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  12.  77
    Reconceptualising Equilibrium in Boltzmannian Statistical Mechanics and Characterising its Existence.Charlotte Werndl & Roman Frigg - 2015 - Studies in History and Philosophy of Science Part B: Studies in History and Philosophy of Modern Physics 49:19-31.
    In Boltzmannian statistical mechanics macro-states supervene on micro-states. This leads to a partitioning of the state space of a system into regions of macroscopically indistinguishable micro-states. The largest of these regions is singled out as the equilibrium region of the system. What justifies this association? We review currently available answers to this question and find them wanting both for conceptual and for technical reasons. We propose a new conception of equilibrium and prove a mathematical theorem which establishes in (...)
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  13. Laws, Chances, and Statistical Mechanics.Eric Winsberg - 2008 - Studies in History and Philosophy of Modern Physics 39 (4):872.
    Statistical Mechanics (SM) involves probabilities. At the same time, most approaches to the foundations of SM—programs whose goal is to understand the macroscopic laws of thermal physics from the point of view of microphysics—are classical; they begin with the assumption that the underlying dynamical laws that govern the microscopic furniture of the world are (or can without loss of generality be treated as) deterministic. This raises some potential puzzles about the proper interpretation of these probabilities. It also raises, (...)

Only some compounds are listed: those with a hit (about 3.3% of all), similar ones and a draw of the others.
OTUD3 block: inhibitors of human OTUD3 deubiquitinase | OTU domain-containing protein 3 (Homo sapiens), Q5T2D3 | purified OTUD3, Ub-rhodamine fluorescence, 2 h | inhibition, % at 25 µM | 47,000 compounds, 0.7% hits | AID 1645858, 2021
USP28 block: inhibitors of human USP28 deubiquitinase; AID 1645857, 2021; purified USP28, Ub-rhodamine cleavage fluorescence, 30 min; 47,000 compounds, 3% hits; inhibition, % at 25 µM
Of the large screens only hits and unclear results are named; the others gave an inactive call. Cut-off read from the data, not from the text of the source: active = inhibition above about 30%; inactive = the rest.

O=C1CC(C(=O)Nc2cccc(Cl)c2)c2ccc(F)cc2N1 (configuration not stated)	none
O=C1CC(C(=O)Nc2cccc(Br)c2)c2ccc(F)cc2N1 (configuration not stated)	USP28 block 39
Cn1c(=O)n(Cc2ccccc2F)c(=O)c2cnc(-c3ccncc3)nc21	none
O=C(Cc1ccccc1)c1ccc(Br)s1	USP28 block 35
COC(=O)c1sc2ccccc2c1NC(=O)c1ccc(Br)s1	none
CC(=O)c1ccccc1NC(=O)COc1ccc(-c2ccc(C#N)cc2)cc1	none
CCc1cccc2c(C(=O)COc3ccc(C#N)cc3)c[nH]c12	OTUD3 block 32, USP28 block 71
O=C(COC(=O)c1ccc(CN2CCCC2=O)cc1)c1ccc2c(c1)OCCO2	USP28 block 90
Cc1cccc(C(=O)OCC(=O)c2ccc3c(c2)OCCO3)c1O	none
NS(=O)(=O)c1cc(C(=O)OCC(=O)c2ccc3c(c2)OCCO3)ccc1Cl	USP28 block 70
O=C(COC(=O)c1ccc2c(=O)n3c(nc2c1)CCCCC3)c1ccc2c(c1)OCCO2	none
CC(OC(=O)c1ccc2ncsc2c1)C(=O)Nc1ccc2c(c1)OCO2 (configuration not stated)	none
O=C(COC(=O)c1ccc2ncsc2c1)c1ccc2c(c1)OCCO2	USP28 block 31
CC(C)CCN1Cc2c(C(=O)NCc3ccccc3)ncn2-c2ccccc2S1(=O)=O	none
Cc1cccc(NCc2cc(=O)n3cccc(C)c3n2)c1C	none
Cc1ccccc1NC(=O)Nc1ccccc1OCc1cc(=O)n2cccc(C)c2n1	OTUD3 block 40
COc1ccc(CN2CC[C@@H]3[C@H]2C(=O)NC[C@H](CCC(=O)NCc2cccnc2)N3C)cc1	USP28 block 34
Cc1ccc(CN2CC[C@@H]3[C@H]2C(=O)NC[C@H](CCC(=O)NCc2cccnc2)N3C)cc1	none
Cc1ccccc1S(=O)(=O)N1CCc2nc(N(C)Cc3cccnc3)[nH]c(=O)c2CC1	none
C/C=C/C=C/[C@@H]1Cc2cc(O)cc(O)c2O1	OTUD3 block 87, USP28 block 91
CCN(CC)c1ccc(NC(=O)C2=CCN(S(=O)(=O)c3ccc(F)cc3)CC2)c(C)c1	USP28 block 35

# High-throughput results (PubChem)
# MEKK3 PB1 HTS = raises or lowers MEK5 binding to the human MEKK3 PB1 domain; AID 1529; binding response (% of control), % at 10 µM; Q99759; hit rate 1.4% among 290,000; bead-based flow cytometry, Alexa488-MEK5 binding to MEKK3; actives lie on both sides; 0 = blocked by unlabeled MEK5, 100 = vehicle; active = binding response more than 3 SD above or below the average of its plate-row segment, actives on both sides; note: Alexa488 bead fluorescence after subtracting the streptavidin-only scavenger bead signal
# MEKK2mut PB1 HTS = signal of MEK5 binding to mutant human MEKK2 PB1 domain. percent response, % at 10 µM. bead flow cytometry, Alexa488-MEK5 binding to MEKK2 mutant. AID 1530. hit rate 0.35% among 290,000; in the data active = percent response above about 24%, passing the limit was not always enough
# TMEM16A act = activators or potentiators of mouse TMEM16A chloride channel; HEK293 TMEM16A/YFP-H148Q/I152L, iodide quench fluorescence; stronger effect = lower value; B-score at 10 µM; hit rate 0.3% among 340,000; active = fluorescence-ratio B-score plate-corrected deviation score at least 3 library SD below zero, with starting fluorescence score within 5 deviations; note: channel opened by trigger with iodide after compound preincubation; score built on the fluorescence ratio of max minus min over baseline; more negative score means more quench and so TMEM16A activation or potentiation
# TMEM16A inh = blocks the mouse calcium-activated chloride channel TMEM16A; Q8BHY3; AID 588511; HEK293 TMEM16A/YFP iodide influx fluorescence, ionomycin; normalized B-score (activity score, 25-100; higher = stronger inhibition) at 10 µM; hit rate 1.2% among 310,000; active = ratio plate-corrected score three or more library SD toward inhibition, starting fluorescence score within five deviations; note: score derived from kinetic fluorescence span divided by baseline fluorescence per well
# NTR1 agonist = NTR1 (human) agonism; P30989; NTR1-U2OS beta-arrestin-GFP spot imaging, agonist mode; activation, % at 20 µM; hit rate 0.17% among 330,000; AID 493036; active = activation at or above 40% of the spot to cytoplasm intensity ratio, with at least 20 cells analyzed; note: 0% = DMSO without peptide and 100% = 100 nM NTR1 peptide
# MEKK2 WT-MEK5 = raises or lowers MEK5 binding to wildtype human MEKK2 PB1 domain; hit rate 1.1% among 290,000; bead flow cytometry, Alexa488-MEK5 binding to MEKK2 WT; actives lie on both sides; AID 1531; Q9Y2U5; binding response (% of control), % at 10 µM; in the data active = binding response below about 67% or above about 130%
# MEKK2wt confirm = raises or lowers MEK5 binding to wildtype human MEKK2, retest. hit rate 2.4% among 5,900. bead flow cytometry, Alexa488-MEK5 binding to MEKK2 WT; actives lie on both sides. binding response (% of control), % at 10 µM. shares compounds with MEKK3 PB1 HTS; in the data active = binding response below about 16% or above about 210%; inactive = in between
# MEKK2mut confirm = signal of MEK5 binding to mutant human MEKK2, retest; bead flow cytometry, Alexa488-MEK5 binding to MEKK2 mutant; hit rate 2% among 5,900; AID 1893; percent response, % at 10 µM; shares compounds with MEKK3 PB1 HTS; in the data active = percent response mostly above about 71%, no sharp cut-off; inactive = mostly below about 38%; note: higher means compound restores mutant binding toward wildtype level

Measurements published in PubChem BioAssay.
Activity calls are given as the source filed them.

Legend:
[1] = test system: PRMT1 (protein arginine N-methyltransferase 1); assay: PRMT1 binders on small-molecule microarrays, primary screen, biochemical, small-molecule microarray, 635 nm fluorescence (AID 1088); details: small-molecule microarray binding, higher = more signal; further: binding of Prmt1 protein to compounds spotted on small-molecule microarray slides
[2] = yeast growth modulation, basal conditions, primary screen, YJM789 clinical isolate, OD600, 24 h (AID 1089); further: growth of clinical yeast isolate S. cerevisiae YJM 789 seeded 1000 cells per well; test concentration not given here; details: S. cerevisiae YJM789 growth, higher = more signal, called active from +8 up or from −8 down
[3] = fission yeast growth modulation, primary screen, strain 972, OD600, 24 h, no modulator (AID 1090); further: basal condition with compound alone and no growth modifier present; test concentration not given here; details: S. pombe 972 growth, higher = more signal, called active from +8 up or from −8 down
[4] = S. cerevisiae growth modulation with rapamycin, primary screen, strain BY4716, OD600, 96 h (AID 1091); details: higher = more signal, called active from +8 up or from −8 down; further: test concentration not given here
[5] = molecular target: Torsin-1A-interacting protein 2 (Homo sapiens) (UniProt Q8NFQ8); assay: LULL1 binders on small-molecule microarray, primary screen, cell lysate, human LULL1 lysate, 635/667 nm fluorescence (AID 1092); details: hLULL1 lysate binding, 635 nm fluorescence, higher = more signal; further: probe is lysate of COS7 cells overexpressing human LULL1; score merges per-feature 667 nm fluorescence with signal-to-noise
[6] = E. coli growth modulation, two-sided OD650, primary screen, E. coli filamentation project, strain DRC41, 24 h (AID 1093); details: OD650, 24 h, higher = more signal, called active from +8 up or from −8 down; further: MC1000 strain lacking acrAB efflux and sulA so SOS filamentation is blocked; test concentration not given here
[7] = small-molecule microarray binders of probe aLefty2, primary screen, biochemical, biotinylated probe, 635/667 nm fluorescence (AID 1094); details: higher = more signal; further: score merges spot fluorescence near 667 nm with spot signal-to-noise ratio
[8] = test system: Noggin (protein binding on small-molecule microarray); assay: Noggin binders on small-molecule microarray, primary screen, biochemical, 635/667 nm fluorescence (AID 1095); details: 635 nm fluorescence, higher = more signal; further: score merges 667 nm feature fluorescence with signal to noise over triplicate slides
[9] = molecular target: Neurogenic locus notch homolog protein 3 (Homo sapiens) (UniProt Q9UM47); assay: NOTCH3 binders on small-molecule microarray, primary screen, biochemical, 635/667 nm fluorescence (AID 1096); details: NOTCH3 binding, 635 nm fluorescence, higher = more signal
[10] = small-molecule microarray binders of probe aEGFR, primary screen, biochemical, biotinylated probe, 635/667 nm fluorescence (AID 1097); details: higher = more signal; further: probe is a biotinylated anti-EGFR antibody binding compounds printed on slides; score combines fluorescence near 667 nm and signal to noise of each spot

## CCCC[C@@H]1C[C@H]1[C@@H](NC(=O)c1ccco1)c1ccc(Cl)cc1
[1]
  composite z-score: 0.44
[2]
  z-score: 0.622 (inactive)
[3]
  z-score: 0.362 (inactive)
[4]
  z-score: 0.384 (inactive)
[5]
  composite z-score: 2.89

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  14.  49
    Colloquium: Statistical Mechanics of Money, Wealth, and Income.Victor M. Yakovenko & J. Barkley Rosser - unknown
    The paper reviews statistical models for money, wealth, and income distributions developed in the econophysics literature since the late 1990s. By analogy with the Boltzmann-Gibbs distribution of energy in physics, it is shown that the probability distribution of money is exponential for certain classes of models with interacting economic agents. Alternative scenarios are also reviewed. Data analysis of the empirical distributions of wealth and income reveals a two-class distribution. The majority of the population belongs to the lower class, characterized (...)
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  15. Reducing Thermodynamics to Statistical Mechanics: The Case of Entropy.Craig Callender - 1999 - Journal of Philosophy 96 (7):348-373.